I attended David Allen's Roadmap seminar in Santa Monica on Friday. This one-day seminar is a reformatting of the two-day Getting Things Done seminar I attended a few years ago and it has refreshed my enthusiasm for Getting Things Done in a couple of ways. I've written and talked about GTD for years now and work at a company where the majority of employees have been exposed to Allen's approach to stress-free productivity. Over time, I've strayed pretty far from the "plain vanilla" implementation of Allen's GTD methods and adapted them to the way I work.
Allen uses a martial arts metaphor in his presentation and talks about reaching and maintaining a "black belt" level of proficiency in the skills that comprise GTD. This is an apt way of describing GTD because, just like karate or aikido, GTD requires constant practice and commitment to be really effective. Reaching the black belt level, for martial artists, is a point along the way, not a destination.
In an podcast I recorded with Allen and his technology consultant Eric Mack last year, Allen asked me if I felt I had attained a black belt level of understanding and mastery of GTD. I told him I thought I was probably a brown belt with occasional "lapses" into black-beltedness -- that sometimes things just got overwhelming and I would find myself off track for a bit until I had the time and focus to get myself back on track again. This might take the form of e-mail getting out of control or not getting everything out of my head and into my "trusted system" as GTD practitioners call their collection of information about goals, commitments, and actions.
Allen told me that he had come to understand from his karate teacher that this recognition that I had gotten out of shape, combined with the ability to get myself back into shape, was the sign of being at black belt. I appreciated that thought at the time and had it strongly reinforced in the Roadmap seminar. On a number of occasions during the all-day presentation, he told the 150 people in the room that everyone can and probably will find themselves out of balance from time to time, himself included. Recognizing this and taking the necessary steps to bring things back in balance is what is important.
So I return to my day-to-day reality with a renewed enthusiasm for making sure I have my goals properly defined, desired outcomes (what does success look like?) articulated, and next actions properly captured in my calendar or task list. I'm looking forward to doing this -- I was in pretty good shape when I get to the seminar but I'll be in even better shape after I do a thorough review of my goals and commitments this week.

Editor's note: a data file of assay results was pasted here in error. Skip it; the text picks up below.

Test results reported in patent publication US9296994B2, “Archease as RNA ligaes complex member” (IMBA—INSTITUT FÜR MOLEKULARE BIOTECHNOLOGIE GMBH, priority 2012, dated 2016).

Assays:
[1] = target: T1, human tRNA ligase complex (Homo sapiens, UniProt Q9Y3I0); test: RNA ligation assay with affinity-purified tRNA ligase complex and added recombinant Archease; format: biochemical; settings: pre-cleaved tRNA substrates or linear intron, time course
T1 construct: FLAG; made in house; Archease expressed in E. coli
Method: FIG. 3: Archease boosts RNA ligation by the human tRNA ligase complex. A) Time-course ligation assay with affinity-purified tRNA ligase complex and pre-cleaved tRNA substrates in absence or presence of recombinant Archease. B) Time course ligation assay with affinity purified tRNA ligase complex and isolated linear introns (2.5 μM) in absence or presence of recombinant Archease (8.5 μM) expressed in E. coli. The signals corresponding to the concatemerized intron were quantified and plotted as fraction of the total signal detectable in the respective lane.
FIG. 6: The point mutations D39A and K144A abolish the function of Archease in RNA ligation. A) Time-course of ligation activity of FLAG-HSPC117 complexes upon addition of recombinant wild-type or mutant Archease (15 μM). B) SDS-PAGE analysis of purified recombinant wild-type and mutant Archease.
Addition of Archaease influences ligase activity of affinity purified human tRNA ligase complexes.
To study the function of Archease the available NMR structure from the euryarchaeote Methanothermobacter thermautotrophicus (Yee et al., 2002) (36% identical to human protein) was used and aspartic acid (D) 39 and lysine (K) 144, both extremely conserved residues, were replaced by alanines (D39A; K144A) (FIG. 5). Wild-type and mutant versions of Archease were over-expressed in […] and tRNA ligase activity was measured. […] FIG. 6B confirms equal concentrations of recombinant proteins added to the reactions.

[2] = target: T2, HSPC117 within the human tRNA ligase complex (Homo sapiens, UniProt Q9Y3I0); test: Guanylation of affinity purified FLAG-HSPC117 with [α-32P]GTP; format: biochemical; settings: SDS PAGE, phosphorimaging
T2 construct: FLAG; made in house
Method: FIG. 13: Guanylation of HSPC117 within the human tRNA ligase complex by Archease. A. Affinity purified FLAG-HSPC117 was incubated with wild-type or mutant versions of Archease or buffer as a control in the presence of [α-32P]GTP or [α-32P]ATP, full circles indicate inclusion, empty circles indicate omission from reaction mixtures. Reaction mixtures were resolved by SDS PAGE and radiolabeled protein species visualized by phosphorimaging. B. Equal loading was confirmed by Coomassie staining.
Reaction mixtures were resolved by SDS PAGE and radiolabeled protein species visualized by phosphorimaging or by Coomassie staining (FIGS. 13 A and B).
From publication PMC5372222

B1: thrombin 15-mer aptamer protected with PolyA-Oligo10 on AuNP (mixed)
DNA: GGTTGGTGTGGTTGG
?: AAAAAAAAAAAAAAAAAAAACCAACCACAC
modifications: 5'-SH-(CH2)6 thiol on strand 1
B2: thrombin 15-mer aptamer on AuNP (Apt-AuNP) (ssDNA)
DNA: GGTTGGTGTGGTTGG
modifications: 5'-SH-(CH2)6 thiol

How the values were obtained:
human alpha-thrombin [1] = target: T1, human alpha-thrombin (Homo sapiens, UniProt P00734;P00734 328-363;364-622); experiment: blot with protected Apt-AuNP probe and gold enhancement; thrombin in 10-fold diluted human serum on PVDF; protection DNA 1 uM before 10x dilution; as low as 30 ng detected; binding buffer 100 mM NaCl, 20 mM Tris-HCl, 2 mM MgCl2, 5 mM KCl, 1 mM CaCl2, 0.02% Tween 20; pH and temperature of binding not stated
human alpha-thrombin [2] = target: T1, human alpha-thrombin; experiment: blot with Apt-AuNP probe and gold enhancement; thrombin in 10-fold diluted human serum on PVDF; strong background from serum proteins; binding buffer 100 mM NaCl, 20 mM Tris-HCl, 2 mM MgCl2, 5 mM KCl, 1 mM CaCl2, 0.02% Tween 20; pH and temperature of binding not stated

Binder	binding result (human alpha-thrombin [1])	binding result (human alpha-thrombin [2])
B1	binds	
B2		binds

Allen often talks about achieving a state he calls "mind like water". This is a reference to an old martial arts chestnut that asks, "how does water respond when a pebble is tossed into it?" The one-word answer is "appropriately". The pebble strikes the surface, creates a momentary displacement, a set of ripples radiate outward from the point of impact, and then the water returns to its former state. Crisis, opportunity, and the unexpected are the pebbles we need to learn to deal with -- appropriately -- to be most effective.
Sorry if this sounds like a Kung Fu rerun. My name is Marc and I'm a GTD Kool-Aid drinker.
The other big takeaway for me was the way Allen has tightened the focus on the why questions and stepped further away from the how questions over the years. The Roadmap emphasizes the importance of doing rather than the mechanics of acting. One of the things I have always appreciated about GTD is its agnosticism (my word) or neutrality (Allen's preference) toward the tools you elect to use.
Case in point: in the two-day seminar I attended in 2002, we spent a significant amount of time working our way through the GTD workflow diagram -- a process model that walks you step by step through a deliberate series of steps to determine what to do with each new piece of "stuff" that comes into your life with the potential need for you to take action. In the Roadmap seminar, Allen did not even show the model and made only a single passing reference to where it could be found in the Getting Things Done book.
GTD requires nothing more than a legal pad and writing instrument. Making and maintaining lists of your projects and actions can be done on paper, a PDA, or in complex software environments like Microsoft Outlook or Lotus Notes. The "how" is a matter of preference. Allen firmly believes that this neutrality is one of the reasons GTD resonates so well with techies. We get the tools. What we respond to is a framework that shows us how to use them more effectively and rigorously.
There many passionate advocates of GTD who regularly write about the impact this method has had on their ability to get more done with less stress. The David Allen Company website has a rich library of free resources that explain various aspects of getting a trusted system set up and working. If you are new to Getting Things Done, these blogs, articles, and essays can help you get get started. If you've been working on getting GTD integrated into your life, there are plenty of ideas and techniques that may provide a welcome jump start to help you kick things into a higher gear.